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Friday, Sep 21, 2018
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William March: Frank Reddick says all-white Tampa council possible

A decline in the percentage of black voters in Tampa's only majority-black City Council district, District 5, has council member Frank Reddick worried.

"If we can't maintain the African-American voter numbers, I could be the last African-American representative," Reddick, the only black council member, said this week.

Gentrification near downtown is part of the reason.

"The shift from the '70s on has been from downtowns having large minority populations to the minorities moving away from the city center," said Terry Eagan of Plan Hillsborough.

BACK STORY: City council district boundaries changing

Since the 2015 council redistricting, black voters have dropped from 61.3 percent to 53.8 percent of the district, said Eagan, who's working on the 2019 remapping.

The closing of North Boulevard Homes for West Tampa urban renewal and Presbyterian Village for Interstate 275 expansion uprooted some 2,000 district residents, many black.

Some older residents moved to the Encore project, remaining in District 5, but many moved to the University area, the Brandon area or south Hillsborough, Eagan said.

Eagan's group has come up with four alternative maps that increase the percentage of black voters in District 5 to as much as 56.1 percent. But gentrification isn't over: Oakhurst Square Apartments will be close next year, Reddick said.

Raulerson backs Fry, warns of Tallahassee influence

Former state Rep. Dan Raulerson, R-Plant City, has endorsed Yvonne Fry as his successor and warned in a newspaper ad against the influence of Tallahassee special interests and legislative leadership in the special election to replace him.

Raulerson clashed with his own party's House leadership before his resignation last month.

He said initially that he would remain neutral in the election. In the GOP-leaning district, the Oct. 10 GOP primary could be decisive.

But, he said in an interview, "Once I became a private citizen I felt it was important to get involved. I want the district to select a representative and not the people in Tallahassee."

Raulerson stopped short of accusing legislative leaders of backing Fry's opponent, Lawrence McClure, whose stances on several issues are closer than Fry's to those of House Speaker Richard Corcoran and his leadership team.

Members of that team have denied they are taking sides in the primary.

But in his endorsement, Raulerson called Fry "the only person in this race that will truly represent the interests of District 58," and said she "will stand up to Tallahassee special interests and those in leadership."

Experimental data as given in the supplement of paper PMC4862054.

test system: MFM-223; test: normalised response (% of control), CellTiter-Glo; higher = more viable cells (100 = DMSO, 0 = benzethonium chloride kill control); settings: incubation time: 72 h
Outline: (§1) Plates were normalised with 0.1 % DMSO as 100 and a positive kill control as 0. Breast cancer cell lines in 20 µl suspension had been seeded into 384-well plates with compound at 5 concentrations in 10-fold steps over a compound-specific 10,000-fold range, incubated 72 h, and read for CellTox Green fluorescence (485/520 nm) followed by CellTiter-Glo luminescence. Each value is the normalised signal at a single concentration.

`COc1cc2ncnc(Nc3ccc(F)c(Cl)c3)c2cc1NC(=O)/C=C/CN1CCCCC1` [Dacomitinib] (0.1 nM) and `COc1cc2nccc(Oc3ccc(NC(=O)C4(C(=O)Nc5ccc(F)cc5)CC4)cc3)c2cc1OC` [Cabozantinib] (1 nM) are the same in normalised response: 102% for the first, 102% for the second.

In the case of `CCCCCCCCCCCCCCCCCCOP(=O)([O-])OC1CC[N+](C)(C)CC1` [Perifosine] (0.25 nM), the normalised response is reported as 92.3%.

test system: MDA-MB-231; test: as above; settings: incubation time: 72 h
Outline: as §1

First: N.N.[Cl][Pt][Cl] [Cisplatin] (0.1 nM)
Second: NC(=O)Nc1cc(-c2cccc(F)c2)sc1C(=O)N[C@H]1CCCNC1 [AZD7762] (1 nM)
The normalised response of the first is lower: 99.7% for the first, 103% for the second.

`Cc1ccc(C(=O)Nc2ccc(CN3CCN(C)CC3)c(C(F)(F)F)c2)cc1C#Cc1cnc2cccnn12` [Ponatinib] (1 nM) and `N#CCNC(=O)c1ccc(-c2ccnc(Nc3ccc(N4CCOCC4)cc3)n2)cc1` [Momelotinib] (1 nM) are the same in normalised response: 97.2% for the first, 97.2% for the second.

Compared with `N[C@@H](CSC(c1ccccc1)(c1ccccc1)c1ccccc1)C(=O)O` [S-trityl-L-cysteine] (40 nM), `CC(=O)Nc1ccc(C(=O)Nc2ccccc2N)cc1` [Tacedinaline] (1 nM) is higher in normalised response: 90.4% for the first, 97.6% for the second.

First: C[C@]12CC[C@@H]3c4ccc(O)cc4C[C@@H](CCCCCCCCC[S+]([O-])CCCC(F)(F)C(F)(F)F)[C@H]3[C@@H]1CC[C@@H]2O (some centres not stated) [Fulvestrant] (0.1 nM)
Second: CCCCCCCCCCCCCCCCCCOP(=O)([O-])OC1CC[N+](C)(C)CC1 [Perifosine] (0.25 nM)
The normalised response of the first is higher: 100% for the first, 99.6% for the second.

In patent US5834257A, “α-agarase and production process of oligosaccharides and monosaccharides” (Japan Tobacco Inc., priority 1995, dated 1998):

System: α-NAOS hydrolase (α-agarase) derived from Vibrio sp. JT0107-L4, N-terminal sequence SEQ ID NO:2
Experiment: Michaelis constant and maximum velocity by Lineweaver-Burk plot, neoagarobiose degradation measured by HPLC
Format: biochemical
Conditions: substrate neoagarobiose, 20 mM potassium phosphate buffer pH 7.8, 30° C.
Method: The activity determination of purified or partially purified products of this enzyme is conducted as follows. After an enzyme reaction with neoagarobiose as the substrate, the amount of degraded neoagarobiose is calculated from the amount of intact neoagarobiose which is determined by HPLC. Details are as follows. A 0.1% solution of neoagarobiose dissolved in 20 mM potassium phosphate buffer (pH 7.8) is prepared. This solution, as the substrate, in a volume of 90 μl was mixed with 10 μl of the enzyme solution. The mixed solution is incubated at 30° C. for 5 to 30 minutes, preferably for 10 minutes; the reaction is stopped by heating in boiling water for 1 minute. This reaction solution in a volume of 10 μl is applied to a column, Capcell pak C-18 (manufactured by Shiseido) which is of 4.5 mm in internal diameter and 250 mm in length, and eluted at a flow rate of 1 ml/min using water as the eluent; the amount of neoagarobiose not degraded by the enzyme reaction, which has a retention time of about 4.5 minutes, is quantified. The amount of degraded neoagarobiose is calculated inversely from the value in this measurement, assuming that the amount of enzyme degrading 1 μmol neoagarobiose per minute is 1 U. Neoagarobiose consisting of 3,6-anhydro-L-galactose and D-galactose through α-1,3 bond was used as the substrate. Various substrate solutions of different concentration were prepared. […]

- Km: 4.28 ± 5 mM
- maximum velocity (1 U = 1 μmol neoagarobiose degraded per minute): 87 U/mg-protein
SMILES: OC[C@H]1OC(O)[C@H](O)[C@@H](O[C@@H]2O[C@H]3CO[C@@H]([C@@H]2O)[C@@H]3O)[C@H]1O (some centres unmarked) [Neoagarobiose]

In the Plant City Observer ad, he said power in Tallahassee "has become much more centralized" and that voters need to guard against "the influence of wealthy special interests" who "give large contributions to the political action committees of those that will do their bidding."

McClure has said he does not have a political action committee separate from his campaign, and his first campaign finance report covering August didn't show heavy contributions from lobbyists or PACs.

Fry backers say they think he will receive such help before the campaign is over.

Ken Hagan tops $400,000 in commission race

Ken Hagan's unprecedented fundraising in the District 2 county commissioner's race is continuing: He has raised $400,985 in the first five months of his campaign.

So far, Hagan has no well-known opponent. What's he going to do with the cash?

In 2014 Hagan raised $304,805 running unopposed for his current countywide seat. He ended up giving about $25,000 to charity and refunding $228,000 to donors.

But while it was sitting in the bank, the money helped scare off potential opponents.

Rick Kriseman keeps turning to Tampa for funds

Tampa Democrats will hold their third fundraiser for St. Petersburg Mayor Rick Kriseman's re-election campaign next week, helping see Kriseman through the Nov. 7 runoff election.

Both Kriseman, a Democrat, and his Republican opponent Rick Baker have raised money from members of their respective parties in Tampa. Even though their race is non-partisan, both parties view it as an important partisan test.

Kriseman narrowly led Baker in the Aug. 29 primary, making it into the runoff, with the help of two previous Tampa fundraisers.

A plethora of big-name Democratic donors including Sam Bell and Betty Castor, Harry Cohen, Pat Kemp, Tom Scarritt, Jim Shimberg, Alex Sink and Ed Turanchik will hold another Kriseman funder in Ybor City on Wednesday.

But it's not just Democrats giving to Kriseman. In May, he got $500 from Aakash Patel, now running as a Republican for a Hillsborough County commission seat.

Contact William March at [email protected]

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